Testing service-oriented architecture requires thinking outside the box to the point that your test cases hit an application with totally unexpected input, argues Thomas Fredell, CTO of IntraLinks.
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“Try to test for things that you don’t expect to happen, he said in a new SearchSOA podcast. “That’s particularly important when you’re testing security aspects of an architecture. Make sure what you’re testing is not part of the expected flow.”
Fredell also recommends that architects assume that things will go wrong with their SOA implementation and plan for glitches.
“Architecting for fault tolerance, you assume what can go wrong will definitely go wrong,” he said. “If you’ve got a component of your architecture servicing requests, when that component fails, what does it fail over to, to insure that the clients of your service are not affected.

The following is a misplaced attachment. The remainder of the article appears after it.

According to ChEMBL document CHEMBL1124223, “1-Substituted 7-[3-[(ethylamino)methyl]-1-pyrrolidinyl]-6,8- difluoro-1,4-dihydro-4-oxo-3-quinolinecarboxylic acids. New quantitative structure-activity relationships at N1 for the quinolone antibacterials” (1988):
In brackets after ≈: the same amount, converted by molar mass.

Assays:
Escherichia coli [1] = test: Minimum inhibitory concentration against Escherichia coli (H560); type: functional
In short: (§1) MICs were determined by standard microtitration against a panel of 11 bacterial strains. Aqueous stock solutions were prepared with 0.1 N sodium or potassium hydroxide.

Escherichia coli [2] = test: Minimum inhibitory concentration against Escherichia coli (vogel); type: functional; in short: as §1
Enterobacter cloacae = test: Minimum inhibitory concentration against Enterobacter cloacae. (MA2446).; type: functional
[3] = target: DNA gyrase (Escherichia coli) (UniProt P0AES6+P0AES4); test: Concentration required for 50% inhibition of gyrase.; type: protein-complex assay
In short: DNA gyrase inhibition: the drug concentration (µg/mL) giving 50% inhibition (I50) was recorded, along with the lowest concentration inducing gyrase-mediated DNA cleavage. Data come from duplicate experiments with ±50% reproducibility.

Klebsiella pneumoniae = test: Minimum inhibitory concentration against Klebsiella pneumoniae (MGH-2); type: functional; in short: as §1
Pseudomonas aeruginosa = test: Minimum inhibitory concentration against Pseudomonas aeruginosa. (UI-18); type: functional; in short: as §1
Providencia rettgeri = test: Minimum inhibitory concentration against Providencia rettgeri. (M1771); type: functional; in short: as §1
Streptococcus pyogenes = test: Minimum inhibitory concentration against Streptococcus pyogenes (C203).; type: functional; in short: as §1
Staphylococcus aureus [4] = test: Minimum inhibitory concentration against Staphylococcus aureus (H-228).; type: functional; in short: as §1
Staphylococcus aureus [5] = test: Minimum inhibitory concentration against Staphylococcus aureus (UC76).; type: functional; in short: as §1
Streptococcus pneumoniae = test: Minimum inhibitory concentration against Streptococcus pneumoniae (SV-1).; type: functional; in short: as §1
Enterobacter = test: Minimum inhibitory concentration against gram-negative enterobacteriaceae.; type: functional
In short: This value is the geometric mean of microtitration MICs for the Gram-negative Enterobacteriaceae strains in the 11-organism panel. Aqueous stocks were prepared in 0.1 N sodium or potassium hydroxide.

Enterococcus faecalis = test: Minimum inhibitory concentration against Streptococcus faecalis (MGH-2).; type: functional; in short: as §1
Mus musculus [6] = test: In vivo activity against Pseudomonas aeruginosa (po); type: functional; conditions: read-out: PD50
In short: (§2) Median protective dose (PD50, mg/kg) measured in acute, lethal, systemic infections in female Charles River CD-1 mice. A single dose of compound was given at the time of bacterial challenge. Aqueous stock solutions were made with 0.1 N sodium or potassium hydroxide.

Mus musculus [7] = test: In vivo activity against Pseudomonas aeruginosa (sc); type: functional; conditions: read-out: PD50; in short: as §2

SOA requires thinking outside the box because it is different from monolithic or client/server applications in that you may not have control over all of the Web services interacting with your SOA application, the CTO said.
“The beauty and the risk associated with service-oriented architecture is on the one hand you can compose services and meet business needs very rapidly,” Fredell said. “On the other hand, you may only have control over one side of the equation, the side where the service is implemented. That may mean that people do things that you really don’t expect.”
Access an interview with Thomas Fredell on SOA and the Unexpected